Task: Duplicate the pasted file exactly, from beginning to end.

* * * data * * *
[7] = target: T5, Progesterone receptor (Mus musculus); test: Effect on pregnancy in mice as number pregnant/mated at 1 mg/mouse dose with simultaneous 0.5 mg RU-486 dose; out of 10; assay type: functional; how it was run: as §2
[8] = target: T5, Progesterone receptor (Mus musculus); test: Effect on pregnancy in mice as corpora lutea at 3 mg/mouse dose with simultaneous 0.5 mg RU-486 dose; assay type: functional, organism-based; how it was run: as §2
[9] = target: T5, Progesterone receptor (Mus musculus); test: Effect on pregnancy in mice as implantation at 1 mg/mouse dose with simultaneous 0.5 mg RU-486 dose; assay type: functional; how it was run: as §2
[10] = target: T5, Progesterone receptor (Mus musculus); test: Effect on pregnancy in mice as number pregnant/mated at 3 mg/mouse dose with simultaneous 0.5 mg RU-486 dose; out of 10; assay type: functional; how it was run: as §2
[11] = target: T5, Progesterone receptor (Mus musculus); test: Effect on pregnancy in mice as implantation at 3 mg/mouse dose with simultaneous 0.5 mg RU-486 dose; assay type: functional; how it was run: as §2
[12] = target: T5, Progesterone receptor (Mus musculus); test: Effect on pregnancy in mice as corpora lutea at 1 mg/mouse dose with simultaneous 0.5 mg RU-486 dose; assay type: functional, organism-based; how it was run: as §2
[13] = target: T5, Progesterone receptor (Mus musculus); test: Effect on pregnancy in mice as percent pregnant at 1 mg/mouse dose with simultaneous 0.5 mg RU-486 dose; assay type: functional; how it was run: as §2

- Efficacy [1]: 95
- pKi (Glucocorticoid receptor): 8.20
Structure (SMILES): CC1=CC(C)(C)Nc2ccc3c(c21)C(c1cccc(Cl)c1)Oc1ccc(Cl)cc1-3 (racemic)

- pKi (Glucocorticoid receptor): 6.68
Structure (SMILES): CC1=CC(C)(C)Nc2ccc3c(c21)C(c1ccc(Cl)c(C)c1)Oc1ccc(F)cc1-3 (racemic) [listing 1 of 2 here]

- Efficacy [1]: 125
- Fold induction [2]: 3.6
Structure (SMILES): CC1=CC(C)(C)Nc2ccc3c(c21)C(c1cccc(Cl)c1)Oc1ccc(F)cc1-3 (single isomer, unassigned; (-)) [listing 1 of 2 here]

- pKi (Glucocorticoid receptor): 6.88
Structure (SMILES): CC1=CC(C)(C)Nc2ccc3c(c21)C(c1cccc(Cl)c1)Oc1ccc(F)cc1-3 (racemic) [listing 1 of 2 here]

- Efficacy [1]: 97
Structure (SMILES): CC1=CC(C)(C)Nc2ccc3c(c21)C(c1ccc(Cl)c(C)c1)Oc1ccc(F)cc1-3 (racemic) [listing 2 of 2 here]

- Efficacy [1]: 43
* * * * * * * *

[7] = target: T5, Progesterone receptor (Mus musculus); test: Effect on pregnancy in mice as number pregnant/mated at 1 mg/mouse dose with simultaneous 0.5 mg RU-486 dose; out of 10; assay type: functional; how it was run: as §2
[8] = target: T5, Progesterone receptor (Mus musculus); test: Effect on pregnancy in mice as corpora lutea at 3 mg/mouse dose with simultaneous 0.5 mg RU-486 dose; assay type: functional, organism-based; how it was run: as §2
[9] = target: T5, Progesterone receptor (Mus musculus); test: Effect on pregnancy in mice as implantation at 1 mg/mouse dose with simultaneous 0.5 mg RU-486 dose; assay type: functional; how it was run: as §2
[10] = target: T5, Progesterone receptor (Mus musculus); test: Effect on pregnancy in mice as number pregnant/mated at 3 mg/mouse dose with simultaneous 0.5 mg RU-486 dose; out of 10; assay type: functional; how it was run: as §2
[11] = target: T5, Progesterone receptor (Mus musculus); test: Effect on pregnancy in mice as implantation at 3 mg/mouse dose with simultaneous 0.5 mg RU-486 dose; assay type: functional; how it was run: as §2
[12] = target: T5, Progesterone receptor (Mus musculus); test: Effect on pregnancy in mice as corpora lutea at 1 mg/mouse dose with simultaneous 0.5 mg RU-486 dose; assay type: functional, organism-based; how it was run: as §2
[13] = target: T5, Progesterone receptor (Mus musculus); test: Effect on pregnancy in mice as percent pregnant at 1 mg/mouse dose with simultaneous 0.5 mg RU-486 dose; assay type: functional; how it was run: as §2

- Efficacy [1]: 95
- pKi (Glucocorticoid receptor): 8.20
Structure (SMILES): CC1=CC(C)(C)Nc2ccc3c(c21)C(c1cccc(Cl)c1)Oc1ccc(Cl)cc1-3 (racemic)

- pKi (Glucocorticoid receptor): 6.68
Structure (SMILES): CC1=CC(C)(C)Nc2ccc3c(c21)C(c1ccc(Cl)c(C)c1)Oc1ccc(F)cc1-3 (racemic) [listing 1 of 2 here]

- Efficacy [1]: 125
- Fold induction [2]: 3.6
Structure (SMILES): CC1=CC(C)(C)Nc2ccc3c(c21)C(c1cccc(Cl)c1)Oc1ccc(F)cc1-3 (single isomer, unassigned; (-)) [listing 1 of 2 here]

- pKi (Glucocorticoid receptor): 6.88
Structure (SMILES): CC1=CC(C)(C)Nc2ccc3c(c21)C(c1cccc(Cl)c1)Oc1ccc(F)cc1-3 (racemic) [listing 1 of 2 here]

- Efficacy [1]: 97
Structure (SMILES): CC1=CC(C)(C)Nc2ccc3c(c21)C(c1ccc(Cl)c(C)c1)Oc1ccc(F)cc1-3 (racemic) [listing 2 of 2 here]

- Efficacy [1]: 43